You wouldn’t have thought there’d much of a tradition of non-conformist behaviour in the Newcastle suburb which gave the world Alan Shearer, Greggs the Baker and Lord Justice Taylor. But in 1894, in the front room of a Georgian townhouse in the city’s Leazes Terrace, Gosforth Bohemians Football Club were officially formed by Messers Reid, Anderson, Hope, Frain and Hill. The meeting took place in the shadow of St James’ Park, where Newcastle United were taking part in only their second season in the Football League. Many of the street’s other residents were unhappy at the construction of a small stand on the site and had threatened legal action over the “intolerable nuisance” of having a football club on their doorstep.
In the half century which followed Newcastle United were four times English champions, FA Cup winners on three occasions and beaten finalists on another four. Bohemians moved around cricket pitches and public parks before finally securing a 99-year lease on a ground of their own, Polwarth Park, in 1951, the year their illustrious neighbours won the first of three FA Cups in just four years. A pavilion was erected ten years later and the ground renamed Benson Park in honour of their club secretary and benefactor.
Eighty years after Bohemians were born, Garnett FC were formed in another Leazes Terrace meeting. The Grade I-listed street, designed by Thomas Oliver in 1829, was by now given over to student accommodation and Garnett took their first steps in local football in Newcastle University’s Saturday Inter-Mural League. By the mid-1980s, the team had begun its ascent through the university divisions, winning successive promotions, changing their club colours and adopting the motto ‘'fortissimi pratinonigri' or ‘the mighty green and black’. Before the century was out Garnett had won the Corinthian League by a margin of eleven points and were one of the largest football clubs in north-east England with eight teams and eighty-one players. The only thing they lacked was a ground of their own.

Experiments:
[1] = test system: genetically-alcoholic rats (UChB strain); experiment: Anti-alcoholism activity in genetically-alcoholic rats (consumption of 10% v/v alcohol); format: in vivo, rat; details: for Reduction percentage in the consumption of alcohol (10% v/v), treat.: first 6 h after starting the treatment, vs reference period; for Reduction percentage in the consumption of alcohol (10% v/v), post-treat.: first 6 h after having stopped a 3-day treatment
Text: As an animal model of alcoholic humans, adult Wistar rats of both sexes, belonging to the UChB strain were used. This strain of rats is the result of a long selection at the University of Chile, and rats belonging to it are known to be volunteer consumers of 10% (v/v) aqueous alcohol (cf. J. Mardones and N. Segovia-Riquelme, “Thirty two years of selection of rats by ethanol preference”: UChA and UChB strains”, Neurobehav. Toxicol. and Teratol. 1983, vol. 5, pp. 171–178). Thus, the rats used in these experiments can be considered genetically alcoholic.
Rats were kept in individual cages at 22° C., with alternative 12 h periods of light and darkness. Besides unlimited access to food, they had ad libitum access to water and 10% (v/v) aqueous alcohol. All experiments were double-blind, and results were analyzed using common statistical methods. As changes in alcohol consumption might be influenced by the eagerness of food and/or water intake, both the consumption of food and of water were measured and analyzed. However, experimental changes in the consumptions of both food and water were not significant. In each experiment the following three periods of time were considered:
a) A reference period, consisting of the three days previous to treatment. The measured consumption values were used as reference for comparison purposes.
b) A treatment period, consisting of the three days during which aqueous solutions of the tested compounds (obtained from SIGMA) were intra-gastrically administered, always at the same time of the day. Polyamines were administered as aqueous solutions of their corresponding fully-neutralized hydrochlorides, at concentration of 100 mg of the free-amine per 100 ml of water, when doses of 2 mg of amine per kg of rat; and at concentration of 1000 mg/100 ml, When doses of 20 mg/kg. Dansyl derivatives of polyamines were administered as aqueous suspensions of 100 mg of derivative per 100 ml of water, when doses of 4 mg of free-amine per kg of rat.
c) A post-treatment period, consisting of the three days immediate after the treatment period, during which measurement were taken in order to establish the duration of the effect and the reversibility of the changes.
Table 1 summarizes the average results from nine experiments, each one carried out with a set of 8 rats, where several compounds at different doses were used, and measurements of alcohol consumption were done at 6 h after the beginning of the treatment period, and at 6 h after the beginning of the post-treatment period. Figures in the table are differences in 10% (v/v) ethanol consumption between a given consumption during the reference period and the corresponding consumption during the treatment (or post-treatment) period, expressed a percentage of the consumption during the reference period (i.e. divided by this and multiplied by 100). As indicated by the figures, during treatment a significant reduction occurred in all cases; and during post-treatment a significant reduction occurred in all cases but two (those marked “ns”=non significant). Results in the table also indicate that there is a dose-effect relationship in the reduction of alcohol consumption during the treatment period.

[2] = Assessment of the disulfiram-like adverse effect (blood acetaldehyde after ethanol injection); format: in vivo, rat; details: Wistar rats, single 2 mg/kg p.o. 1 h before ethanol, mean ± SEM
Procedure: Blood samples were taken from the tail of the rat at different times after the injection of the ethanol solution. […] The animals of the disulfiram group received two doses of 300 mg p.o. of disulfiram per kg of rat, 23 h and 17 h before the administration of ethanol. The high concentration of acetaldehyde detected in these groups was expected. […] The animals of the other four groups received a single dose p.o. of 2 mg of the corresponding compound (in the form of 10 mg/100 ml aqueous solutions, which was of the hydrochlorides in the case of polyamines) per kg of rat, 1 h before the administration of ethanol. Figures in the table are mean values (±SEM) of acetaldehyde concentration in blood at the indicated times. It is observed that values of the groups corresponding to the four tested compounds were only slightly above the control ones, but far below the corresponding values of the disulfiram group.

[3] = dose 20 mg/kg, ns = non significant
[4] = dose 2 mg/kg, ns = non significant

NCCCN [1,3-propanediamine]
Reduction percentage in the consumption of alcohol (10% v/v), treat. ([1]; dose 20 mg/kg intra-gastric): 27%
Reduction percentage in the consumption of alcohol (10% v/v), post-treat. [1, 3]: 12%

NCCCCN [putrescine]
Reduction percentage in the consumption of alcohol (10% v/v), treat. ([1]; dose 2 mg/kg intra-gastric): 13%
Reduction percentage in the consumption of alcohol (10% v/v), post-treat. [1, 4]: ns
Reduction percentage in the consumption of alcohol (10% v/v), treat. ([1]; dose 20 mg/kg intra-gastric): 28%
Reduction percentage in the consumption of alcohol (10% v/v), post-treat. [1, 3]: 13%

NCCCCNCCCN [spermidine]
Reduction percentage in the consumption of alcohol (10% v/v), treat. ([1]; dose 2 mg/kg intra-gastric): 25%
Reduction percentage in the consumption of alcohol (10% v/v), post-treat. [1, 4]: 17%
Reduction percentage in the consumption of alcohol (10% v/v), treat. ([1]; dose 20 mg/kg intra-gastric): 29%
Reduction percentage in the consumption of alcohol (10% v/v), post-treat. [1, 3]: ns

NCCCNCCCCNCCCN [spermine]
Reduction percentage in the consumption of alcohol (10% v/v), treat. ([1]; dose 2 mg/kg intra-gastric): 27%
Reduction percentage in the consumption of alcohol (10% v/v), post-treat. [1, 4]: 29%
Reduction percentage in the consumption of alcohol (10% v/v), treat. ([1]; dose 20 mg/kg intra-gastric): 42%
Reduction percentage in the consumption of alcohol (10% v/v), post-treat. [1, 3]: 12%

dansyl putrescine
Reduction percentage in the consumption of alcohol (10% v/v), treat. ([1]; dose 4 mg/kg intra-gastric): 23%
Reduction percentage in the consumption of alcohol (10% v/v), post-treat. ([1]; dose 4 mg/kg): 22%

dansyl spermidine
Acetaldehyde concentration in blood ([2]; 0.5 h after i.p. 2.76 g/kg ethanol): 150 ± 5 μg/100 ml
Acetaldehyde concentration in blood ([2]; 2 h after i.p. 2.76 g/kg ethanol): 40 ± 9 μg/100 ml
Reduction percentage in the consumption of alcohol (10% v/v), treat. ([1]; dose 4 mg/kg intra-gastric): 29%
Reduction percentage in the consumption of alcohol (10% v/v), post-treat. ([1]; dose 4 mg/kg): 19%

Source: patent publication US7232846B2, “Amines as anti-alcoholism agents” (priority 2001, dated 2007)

By another of those coincidences that bind football teams together, Bohemians now found themselves in the opposite predicament, only three years after winning the Northern Alliance First Division title. Garnett provided the players, Gosforth the pitch and in 2002 the newly-formed Garnett Bohemian F.C started life with seven teams and the goal of promoting “the amateur sport of Association Football in Newcastle-upon-Tyne and community participation in the same.”
In their short joint history, Garnett Bohemian have consistently finished midtable in the Northern Alliance’s middle division. This season, with bad weather restricting them to just twelve matches, they’re in a more precarious league position, three points and nine games behind fourth from bottom North Shields Athletic. The visiting Newcastle East End side are comfortable in seventh, one place ahead of a Newcastle University team I’d seen them lose 1-0 to at the turn of the year.
After the quarter hour slog along the Great North Road from Regents Centre Metro Station, I make it through the entrance gate just as the game gets underway. East End are kicking into the sun, a chest-high metal fence encircles the pitch and there are two tennis courts and a clubhouse behind the goal the home side are attacking. Despite some early pressure from Garnett, it’s East End who score the game’s opening goal, a daisy cutter from the left touchline finding a forward completely unmarked on the edge of the six-yard box, leaving him to redirect the ball past the helpless home goalkeeper. Bohemians respond with a few shots off the tennis club fence before smacking a dipping effort against the East End crossbar. But just before the half hour the visitors break upfield and add a second from much closer range. “This is too easy,” two different voices complain simultaneously. “We’ve gotta buck our ideas up here, man.” They don’t, and it’s three before the break when a crossfield ball drops Xavi-like out of the sky straight on to the number 10’s right boot. “Bit more, lads, bit more,” shouts a Gosforth midfielder with admirable optimism as the referee blows his whistle and the two teams regroup on the touchline.
“Absolutely shocking all over the park,” is the opening line of the Garnett half-time team talk. “You’re trying to play forty-yard passes when there’s a ten-yard pass on. We’re not out of it, lads. Step it up and we can score four or five easy.” But though Bohemians improve after the break the manager’s mood is little better when I leave, with darkness falling and the visitors’ goalnet unruffled to the end.
Date: 4th April 2011